Bombus flavidus — Fernald cuckoo bumble bee

photo of Female <em>B. flavidus</em>
Female B. flavidus — Peter Pearsall, USFWS
The Fernald cuckoo bumble bee is widely scattered in North America and is the most common cuckoo bee (Williams et al. 2014). Wisconsin has a handful of historic observation records from four northern counties and one recent observation from Iron County.
The Fernald cuckoo is a nest parasite of the redbelted bumble bee (B. rufocinctus) and the confusing bumble bee (B. perplexus) (Colla et al. 2011).
Cuckoo bumble bees (subgenus Psithyrus) do not have the ability to collect pollen and thus lay their eggs in the colonies of other species to raise their young (Hatfield et al. 2016). Only new, mated queens overwinter, emerging from diapause (a form of hibernation) in the spring. New queens kill or subdue the queen of a host colony and lay eggs, which the host colony raises. The resulting cuckoo bee offspring are all queens or males. New queens mate and enter diapause.


Status-Global/State:

Global: GU     Wisconsin: SNR    

image showing reference locations of body parts

Identification:

  • Female – Female Face black and vertex yellow. Thorax mostly yellow with black spot or occasionally a black band. Abdominal segments T2 black, T4 yellow/cream, T5-T6 black. Morphs vary with coloration on T1 and T3 and may have black in the center of T4. T6 shiny and curved-under.
  • Male – Head and thorax are similar to female except with a black band between wingpads that extends toward the abdomen in a "V" shape. Abdomen color pattern is highly varied. T1 is often yellow and T2-3 are black or intermixed, T4 is yellow, T5 is black, and T6-T7 is orange or intermixed with black.
  • Other distinguishing features – Small bee with long/medium and uneven hair.

Similar Wisconsin Species:

A similar bumble bee species in Wisconsin is the indiscriminate cuckoo (B. insularis) (Colla et al. 2011, Williams et al. 2014).

Counties with verified B3 observations (in green).

Description of Habitat/Range:

In North America, this species occurs in a variety of habitats, typically in the boreal forests and temperate forests at higher elevations (Williams et al. 2014).

Nectar Plants

Food plants include Cirsium (thistles), Heliomeris, Melilotus (sweet clovers), Potentilla (typical cinquefoils), Rubus (blackberry), Senecio, Solidago (goldenrods), and Trifolium (clovers) (Williams et al. 2014, Colla et al. 2011).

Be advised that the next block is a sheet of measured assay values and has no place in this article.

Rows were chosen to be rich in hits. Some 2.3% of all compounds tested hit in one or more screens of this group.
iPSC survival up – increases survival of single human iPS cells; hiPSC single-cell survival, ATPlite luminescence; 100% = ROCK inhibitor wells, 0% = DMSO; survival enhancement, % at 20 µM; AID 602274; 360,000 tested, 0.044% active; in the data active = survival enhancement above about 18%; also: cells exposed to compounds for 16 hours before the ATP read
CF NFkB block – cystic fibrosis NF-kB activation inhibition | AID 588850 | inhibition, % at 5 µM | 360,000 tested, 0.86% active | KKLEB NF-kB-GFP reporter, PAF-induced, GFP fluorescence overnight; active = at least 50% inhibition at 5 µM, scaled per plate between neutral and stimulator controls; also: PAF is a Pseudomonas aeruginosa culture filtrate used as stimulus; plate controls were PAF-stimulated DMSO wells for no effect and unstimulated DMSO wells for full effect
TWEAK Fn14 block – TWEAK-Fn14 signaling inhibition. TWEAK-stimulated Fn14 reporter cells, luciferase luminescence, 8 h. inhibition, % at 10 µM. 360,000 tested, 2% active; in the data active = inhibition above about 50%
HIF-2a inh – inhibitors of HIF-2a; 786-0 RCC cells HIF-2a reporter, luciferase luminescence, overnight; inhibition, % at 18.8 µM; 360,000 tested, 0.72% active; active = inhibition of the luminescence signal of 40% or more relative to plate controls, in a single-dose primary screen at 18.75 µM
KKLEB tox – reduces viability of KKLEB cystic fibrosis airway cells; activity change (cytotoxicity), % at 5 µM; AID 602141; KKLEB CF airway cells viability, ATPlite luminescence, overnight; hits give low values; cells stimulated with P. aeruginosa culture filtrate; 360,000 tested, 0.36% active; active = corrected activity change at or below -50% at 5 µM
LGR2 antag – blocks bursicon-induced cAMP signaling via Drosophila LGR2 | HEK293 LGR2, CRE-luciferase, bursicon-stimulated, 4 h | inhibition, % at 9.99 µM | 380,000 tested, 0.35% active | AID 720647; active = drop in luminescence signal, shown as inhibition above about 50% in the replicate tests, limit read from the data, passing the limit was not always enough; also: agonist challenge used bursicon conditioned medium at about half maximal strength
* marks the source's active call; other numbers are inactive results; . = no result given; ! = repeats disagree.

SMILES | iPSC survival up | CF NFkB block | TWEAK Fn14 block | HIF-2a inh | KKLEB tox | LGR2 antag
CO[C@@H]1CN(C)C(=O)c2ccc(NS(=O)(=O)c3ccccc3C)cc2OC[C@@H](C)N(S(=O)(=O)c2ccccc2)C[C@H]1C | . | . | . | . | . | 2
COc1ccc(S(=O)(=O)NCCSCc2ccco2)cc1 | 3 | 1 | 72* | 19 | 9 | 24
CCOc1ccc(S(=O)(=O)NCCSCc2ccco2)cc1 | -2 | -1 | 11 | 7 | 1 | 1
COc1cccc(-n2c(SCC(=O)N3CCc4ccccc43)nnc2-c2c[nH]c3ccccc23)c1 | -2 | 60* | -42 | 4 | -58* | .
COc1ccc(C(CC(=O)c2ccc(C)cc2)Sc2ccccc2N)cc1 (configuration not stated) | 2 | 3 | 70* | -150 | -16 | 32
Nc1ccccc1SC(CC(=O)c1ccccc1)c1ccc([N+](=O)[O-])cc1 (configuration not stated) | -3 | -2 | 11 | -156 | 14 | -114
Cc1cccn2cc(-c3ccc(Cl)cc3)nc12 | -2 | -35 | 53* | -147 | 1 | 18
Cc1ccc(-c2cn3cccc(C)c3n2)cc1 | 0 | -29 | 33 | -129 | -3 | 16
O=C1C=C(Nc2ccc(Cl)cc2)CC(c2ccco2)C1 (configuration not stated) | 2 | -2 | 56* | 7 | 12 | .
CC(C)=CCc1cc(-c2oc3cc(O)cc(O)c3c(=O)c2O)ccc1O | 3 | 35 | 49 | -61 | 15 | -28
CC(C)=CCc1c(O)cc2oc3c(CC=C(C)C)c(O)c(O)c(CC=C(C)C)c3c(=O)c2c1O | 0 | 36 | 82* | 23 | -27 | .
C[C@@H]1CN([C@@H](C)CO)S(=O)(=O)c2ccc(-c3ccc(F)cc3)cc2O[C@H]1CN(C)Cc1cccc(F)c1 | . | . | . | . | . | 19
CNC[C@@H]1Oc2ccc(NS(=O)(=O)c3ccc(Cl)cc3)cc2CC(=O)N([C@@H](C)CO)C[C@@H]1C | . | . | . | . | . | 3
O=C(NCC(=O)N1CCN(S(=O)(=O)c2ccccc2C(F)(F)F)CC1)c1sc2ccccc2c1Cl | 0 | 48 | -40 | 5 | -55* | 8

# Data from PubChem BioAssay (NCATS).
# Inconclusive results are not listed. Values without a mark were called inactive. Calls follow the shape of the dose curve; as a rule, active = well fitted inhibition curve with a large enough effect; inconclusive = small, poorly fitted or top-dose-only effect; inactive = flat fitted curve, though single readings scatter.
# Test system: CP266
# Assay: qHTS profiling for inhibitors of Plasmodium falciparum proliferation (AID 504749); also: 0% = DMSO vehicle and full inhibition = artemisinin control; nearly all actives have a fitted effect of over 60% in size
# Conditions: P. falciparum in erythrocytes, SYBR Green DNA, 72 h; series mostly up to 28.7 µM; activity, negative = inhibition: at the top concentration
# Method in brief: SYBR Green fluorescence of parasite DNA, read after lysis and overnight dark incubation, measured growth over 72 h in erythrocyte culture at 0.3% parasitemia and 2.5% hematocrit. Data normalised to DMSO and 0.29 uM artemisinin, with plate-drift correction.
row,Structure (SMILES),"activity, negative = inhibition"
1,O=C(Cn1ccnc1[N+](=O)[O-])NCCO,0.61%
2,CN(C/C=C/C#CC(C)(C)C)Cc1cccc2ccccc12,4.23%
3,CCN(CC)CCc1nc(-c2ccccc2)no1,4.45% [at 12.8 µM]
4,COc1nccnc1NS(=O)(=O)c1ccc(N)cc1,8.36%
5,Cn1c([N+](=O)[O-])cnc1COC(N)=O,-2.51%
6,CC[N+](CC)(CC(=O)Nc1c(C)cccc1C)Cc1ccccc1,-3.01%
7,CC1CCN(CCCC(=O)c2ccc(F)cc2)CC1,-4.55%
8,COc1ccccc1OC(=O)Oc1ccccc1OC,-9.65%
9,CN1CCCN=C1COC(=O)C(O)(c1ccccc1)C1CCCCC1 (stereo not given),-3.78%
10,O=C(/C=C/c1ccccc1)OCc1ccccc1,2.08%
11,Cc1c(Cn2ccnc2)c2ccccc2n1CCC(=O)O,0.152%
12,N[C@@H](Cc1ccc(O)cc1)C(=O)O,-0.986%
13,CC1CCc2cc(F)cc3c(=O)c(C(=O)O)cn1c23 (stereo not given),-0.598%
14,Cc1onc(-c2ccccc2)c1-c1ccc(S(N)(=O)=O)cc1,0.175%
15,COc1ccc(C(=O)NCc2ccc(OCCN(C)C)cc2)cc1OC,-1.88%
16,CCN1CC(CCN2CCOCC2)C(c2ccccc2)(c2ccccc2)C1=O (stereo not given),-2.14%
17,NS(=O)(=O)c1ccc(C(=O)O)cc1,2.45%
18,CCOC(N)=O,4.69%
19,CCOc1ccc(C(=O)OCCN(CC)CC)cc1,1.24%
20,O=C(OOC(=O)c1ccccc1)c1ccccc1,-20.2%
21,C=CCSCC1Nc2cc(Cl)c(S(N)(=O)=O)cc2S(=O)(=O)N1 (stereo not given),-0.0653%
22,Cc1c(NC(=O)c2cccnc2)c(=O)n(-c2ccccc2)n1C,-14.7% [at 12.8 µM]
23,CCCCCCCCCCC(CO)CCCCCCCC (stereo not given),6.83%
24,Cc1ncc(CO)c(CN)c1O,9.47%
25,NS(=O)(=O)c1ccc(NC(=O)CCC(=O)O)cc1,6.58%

Click on the legend symbols for each type of bumble bee to add or remove them from the graph.
Data from verified B3 observations [updated 6/15/2020].

Flight Season:

All of Wisconsin's observation records took place in June-August. Rangewide queens emerge in May and enter diapause in September (Colla et al . 2011).

Literature Cited:

Colla, S., Richardson, L. and Williams, P. (2011) Bumble Bees of the Eastern United States. A product of the USDA Forest Service and the Pollinator Partnership with funding from the National Fish and Wildlife Foundation.

Williams, P.H., Thorp, R.W., Richardson, L.L. and Colla, S.R. (2014) The Bumble bees of North America: An Identification guide. Princeton University Press, Princeton.

Hatfield, R., Jepsen, S., Thorp, R., Richardson, L. & Colla, S. 2016. Bombus flavidus. The IUCN Red List of Threatened Species 2016: e.T13340361A46440156.

photo of Female <em>B. flavidus</em>
Female B. flavidus — Peter Pearsall, USFWS
photo of Body diagram: female
Body diagram: female — Elaine Evans
photo of Body diagram: male
Body diagram: male — Elaine Evans
photo of Male <em>B. flavidus</em> side
Male B. flavidus side — USGS Bee Inventory and Monitoring Lab
photo of Male <em>B. flavidus</em> dorsal
Male B. flavidus dorsal — USGS Bee Inventory and Monitoring Lab
photo of Male <em>B. flavidus</em> face
Male B. flavidus face — USGS Bee Inventory and Monitoring Lab
photo of Female
Female — Ryan Brady
photo of Female
Female — Ryan Brady
photo of Male on black-eyed Susan (<em>Rudbeckia hirta</em>)
Male on black-eyed Susan (Rudbeckia hirta) — Adrian Konell
photo of Male on black-eyed Susan (<em>Rudbeckia hirta</em>)
Male on black-eyed Susan (Rudbeckia hirta) — Adrian Konell
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